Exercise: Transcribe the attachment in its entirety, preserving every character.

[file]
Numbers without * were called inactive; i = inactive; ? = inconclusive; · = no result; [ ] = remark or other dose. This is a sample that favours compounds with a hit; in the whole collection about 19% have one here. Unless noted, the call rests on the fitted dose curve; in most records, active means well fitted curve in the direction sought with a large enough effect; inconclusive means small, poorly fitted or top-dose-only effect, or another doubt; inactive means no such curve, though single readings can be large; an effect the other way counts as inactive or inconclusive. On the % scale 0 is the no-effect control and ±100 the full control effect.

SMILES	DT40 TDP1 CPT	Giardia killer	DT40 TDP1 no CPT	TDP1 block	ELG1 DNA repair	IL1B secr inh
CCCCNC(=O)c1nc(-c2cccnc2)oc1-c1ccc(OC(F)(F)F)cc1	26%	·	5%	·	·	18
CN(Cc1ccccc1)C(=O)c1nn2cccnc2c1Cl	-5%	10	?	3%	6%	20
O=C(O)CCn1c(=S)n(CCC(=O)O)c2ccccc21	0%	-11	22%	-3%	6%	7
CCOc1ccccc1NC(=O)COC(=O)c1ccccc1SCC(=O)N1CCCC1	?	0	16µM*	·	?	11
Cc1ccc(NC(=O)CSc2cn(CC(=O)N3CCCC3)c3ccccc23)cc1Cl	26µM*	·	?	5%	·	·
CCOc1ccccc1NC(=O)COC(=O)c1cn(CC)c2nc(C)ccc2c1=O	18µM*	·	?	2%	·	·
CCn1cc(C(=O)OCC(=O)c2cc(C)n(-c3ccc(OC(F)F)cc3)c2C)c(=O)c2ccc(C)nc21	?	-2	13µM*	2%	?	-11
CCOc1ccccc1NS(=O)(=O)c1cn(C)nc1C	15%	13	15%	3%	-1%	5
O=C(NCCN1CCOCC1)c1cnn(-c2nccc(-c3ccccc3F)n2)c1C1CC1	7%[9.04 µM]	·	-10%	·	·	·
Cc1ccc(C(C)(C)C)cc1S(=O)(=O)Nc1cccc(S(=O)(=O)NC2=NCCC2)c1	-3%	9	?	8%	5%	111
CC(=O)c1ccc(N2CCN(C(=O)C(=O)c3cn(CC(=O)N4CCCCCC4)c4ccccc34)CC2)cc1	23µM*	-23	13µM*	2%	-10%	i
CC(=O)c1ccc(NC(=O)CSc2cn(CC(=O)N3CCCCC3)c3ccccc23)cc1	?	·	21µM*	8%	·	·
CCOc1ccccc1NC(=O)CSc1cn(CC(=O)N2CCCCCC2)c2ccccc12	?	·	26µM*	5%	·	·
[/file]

Numbers without * were called inactive; i = inactive; ? = inconclusive; · = no result; [ ] = remark or other dose. This is a sample that favours compounds with a hit; in the whole collection about 19% have one here. Unless noted, the call rests on the fitted dose curve; in most records, active means well fitted curve in the direction sought with a large enough effect; inconclusive means small, poorly fitted or top-dose-only effect, or another doubt; inactive means no such curve, though single readings can be large; an effect the other way counts as inactive or inconclusive. On the % scale 0 is the no-effect control and ±100 the full control effect.

SMILES	DT40 TDP1 CPT	Giardia killer	DT40 TDP1 no CPT	TDP1 block	ELG1 DNA repair	IL1B secr inh
CCCCNC(=O)c1nc(-c2cccnc2)oc1-c1ccc(OC(F)(F)F)cc1	26%	·	5%	·	·	18
CN(Cc1ccccc1)C(=O)c1nn2cccnc2c1Cl	-5%	10	?	3%	6%	20
O=C(O)CCn1c(=S)n(CCC(=O)O)c2ccccc21	0%	-11	22%	-3%	6%	7
CCOc1ccccc1NC(=O)COC(=O)c1ccccc1SCC(=O)N1CCCC1	?	0	16µM*	·	?	11
Cc1ccc(NC(=O)CSc2cn(CC(=O)N3CCCC3)c3ccccc23)cc1Cl	26µM*	·	?	5%	·	·
CCOc1ccccc1NC(=O)COC(=O)c1cn(CC)c2nc(C)ccc2c1=O	18µM*	·	?	2%	·	·
CCn1cc(C(=O)OCC(=O)c2cc(C)n(-c3ccc(OC(F)F)cc3)c2C)c(=O)c2ccc(C)nc21	?	-2	13µM*	2%	?	-11
CCOc1ccccc1NS(=O)(=O)c1cn(C)nc1C	15%	13	15%	3%	-1%	5
O=C(NCCN1CCOCC1)c1cnn(-c2nccc(-c3ccccc3F)n2)c1C1CC1	7%[9.04 µM]	·	-10%	·	·	·
Cc1ccc(C(C)(C)C)cc1S(=O)(=O)Nc1cccc(S(=O)(=O)NC2=NCCC2)c1	-3%	9	?	8%	5%	111
CC(=O)c1ccc(N2CCN(C(=O)C(=O)c3cn(CC(=O)N4CCCCCC4)c4ccccc34)CC2)cc1	23µM*	-23	13µM*	2%	-10%	i
CC(=O)c1ccc(NC(=O)CSc2cn(CC(=O)N3CCCCC3)c3ccccc23)cc1	?	·	21µM*	8%	·	·
CCOc1ccccc1NC(=O)CSc1cn(CC(=O)N2CCCCCC2)c2ccccc12	?	·	26µM*	5%	·	·